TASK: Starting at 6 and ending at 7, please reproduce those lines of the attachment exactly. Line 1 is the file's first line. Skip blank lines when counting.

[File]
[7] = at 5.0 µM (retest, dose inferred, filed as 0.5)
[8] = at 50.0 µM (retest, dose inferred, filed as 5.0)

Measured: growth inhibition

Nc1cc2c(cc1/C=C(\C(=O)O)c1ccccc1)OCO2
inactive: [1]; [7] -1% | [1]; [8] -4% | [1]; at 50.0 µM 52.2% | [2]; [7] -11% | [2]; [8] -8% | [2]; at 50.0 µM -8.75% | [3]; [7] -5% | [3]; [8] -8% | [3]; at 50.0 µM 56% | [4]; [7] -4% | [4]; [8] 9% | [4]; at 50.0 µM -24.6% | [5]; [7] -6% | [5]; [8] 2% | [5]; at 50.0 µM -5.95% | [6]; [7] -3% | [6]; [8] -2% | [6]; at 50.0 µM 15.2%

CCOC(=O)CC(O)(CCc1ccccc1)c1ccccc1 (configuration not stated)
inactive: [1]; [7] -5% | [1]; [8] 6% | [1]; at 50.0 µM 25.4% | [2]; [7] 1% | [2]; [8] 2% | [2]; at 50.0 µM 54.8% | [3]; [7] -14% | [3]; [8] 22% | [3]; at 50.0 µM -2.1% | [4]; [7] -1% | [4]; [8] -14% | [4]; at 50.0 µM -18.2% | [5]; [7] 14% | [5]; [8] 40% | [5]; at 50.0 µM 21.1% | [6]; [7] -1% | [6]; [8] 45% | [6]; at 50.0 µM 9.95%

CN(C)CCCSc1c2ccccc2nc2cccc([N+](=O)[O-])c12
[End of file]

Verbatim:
CCOC(=O)CC(O)(CCc1ccccc1)c1ccccc1 (configuration not stated)
inactive: [1]; [7] -5% | [1]; [8] 6% | [1]; at 50.0 µM 25.4% | [2]; [7] 1% | [2]; [8] 2% | [2]; at 50.0 µM 54.8% | [3]; [7] -14% | [3]; [8] 22% | [3]; at 50.0 µM -2.1% | [4]; [7] -1% | [4]; [8] -14% | [4]; at 50.0 µM -18.2% | [5]; [7] 14% | [5]; [8] 40% | [5]; at 50.0 µM 21.1% | [6]; [7] -1% | [6]; [8] 45% | [6]; at 50.0 µM 9.95%